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February 15, 2002 | 1340 IST
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Foreign banks get level pegging on capital

BS Banking Bureau

The Reserve Bank of India on Friday announced revised guidelines for foreign banks bringing in capital from their parents abroad, bring them at par with Indian banks in respect of treatment of capital.

The RBI said that the amount of capital borrowed from the parent (head office) in foreign currency will be eligible for inclusion in the Tier-II capital (as subordinated debt) and will be subject to the maximum ceiling of 50 per cent of the Tier-I capital maintained in India.

Further, the RBI said the total Tier-II capital should not exceed 100 per cent of Tier-I capital. Indian banks already have these two conditions on the capital structure.

Similarly, the RBI said the total amount of head office borrowings will be taken as 'liability' for the calculation of net demand and time liabilities, which goes into the calculation of reserve requirements such as cash reserve ratio and statutory liquidity ratio.

Levelling the playing field, the RBI further applied the discounting principle to foreign bank's head office borrowings. Such borrowings will be subject to progressive discount as applicable to Indian banks as they approach maturity at the rates.

The new rules have now created a level playing field between foreign and the Indian Banks. The cost of funds for both these sectors would now be nearly equivalent.

"If the foreign bank brings in capital from overseas, taking into consideration the rupee devaluation, the cost of funds at the end of the five years would be the same as for the Indian banks," said a senior banker.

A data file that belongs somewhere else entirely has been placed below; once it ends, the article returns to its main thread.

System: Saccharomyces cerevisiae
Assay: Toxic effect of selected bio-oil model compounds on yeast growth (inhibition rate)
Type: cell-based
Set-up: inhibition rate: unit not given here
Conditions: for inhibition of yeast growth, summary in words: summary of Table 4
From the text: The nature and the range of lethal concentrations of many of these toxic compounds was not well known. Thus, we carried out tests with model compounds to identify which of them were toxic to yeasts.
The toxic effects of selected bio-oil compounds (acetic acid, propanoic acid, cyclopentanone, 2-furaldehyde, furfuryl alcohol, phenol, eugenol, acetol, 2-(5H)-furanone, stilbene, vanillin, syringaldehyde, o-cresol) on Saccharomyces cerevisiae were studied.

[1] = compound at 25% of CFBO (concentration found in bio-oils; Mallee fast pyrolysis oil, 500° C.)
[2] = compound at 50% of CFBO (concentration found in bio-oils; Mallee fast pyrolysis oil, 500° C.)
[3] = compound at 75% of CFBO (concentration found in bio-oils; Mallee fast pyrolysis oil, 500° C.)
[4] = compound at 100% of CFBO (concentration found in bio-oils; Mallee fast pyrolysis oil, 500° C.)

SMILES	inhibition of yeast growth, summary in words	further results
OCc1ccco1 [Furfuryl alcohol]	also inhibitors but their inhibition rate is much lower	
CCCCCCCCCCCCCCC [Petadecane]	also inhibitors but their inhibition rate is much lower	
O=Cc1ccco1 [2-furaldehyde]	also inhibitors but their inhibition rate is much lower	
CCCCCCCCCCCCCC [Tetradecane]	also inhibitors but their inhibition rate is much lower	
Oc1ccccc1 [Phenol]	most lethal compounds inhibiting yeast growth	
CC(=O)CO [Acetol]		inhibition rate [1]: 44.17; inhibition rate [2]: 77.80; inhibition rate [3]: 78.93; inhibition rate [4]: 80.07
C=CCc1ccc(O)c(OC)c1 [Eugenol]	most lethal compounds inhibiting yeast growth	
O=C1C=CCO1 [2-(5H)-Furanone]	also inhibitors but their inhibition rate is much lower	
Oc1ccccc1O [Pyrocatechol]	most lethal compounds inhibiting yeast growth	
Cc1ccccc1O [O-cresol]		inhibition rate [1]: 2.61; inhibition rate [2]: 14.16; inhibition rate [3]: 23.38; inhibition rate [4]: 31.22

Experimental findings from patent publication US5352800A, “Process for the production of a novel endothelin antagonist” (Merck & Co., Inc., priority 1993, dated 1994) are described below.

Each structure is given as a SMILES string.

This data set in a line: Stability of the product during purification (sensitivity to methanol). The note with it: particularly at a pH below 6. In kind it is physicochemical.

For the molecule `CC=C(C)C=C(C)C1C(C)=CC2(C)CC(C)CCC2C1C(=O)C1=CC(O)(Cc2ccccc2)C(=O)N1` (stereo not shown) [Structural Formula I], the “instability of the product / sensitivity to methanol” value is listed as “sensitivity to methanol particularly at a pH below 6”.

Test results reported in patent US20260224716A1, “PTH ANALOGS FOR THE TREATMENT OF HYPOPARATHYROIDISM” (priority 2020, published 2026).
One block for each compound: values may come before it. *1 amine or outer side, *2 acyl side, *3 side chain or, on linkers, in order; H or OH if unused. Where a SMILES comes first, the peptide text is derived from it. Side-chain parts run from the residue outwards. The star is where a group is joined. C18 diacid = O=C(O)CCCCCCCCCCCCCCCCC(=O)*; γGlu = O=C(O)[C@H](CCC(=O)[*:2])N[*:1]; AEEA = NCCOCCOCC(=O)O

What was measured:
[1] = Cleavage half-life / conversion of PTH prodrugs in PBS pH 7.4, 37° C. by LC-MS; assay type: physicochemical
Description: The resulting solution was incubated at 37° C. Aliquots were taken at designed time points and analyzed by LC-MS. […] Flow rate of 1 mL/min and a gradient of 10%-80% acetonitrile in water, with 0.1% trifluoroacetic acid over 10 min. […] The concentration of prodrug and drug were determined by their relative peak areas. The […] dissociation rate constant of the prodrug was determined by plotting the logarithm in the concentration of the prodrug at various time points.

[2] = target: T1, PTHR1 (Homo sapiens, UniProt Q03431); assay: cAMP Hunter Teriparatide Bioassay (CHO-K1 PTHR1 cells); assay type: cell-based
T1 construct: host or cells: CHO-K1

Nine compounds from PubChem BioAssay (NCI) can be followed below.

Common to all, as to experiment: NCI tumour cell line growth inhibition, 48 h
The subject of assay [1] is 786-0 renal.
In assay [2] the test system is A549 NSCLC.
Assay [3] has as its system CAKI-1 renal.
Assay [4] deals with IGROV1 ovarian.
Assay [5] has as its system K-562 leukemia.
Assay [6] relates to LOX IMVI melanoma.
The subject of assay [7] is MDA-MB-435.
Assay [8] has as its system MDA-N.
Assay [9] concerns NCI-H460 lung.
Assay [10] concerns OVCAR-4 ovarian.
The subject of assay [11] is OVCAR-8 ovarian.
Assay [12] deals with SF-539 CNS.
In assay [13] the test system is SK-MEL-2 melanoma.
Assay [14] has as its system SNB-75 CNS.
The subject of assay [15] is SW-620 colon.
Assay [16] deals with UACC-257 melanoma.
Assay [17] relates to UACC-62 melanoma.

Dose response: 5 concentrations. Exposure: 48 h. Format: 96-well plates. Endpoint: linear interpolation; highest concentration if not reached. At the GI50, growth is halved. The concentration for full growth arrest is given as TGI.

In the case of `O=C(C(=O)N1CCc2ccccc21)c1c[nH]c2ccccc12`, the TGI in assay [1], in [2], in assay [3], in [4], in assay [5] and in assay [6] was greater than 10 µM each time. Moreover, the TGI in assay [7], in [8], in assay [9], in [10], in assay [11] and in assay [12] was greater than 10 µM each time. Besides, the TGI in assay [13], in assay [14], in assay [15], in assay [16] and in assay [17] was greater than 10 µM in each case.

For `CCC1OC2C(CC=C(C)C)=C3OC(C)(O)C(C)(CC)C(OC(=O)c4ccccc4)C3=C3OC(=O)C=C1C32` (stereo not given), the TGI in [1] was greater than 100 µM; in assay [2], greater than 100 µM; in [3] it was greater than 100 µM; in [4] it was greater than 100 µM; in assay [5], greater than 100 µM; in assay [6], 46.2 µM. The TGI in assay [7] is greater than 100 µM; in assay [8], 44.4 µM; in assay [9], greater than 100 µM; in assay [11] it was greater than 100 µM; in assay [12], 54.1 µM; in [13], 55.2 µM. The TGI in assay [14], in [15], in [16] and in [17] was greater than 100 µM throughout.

However, the RBI has specified that such head office borrowings should have a minimum initial maturity of 5 years. That is, the debt should be for at least a period of five years when initially contracted. If the borrowing is in tranches, each tranche will have to be retained in India for a minimum period of five years.

But perpetual subordinated debt, where there may be no final maturity date, will not be permitted, the RBI said.

The head office borrowings should be fully paid up, i.e. the entire borrowing or each tranche of the borrowing should be available in full to the foreign bank's branch in India. It should be unsecured, subordinated to the claims of other creditors of the foreign bank in India, free of restrictive clauses and should not redeemable at the instance of the head office.

The entire amount of head office borrowing should remain fully swapped with banks at all times. The swap should be in Indian rupees.

In its April 2001 credit policy, RBI had barred foreign banks from including their external commercial lending to Indian corporates as part of the Tier-I capital. These norms had forced the foreign banks either to infuse fresh capital into Indian operations to maintain the capital adequacy ratio or to pare their asset base.

The RBI had also earlier debarred foreign banks from raising local rupee resources for Tier-II capital requirements. Some of the bankers are seeing today's guidelines as a sort of a leeway for foreign banks. "Instead of bringing in Tier-I capital, these banks can now bring in the Tier-II capital," said a foreign banker.

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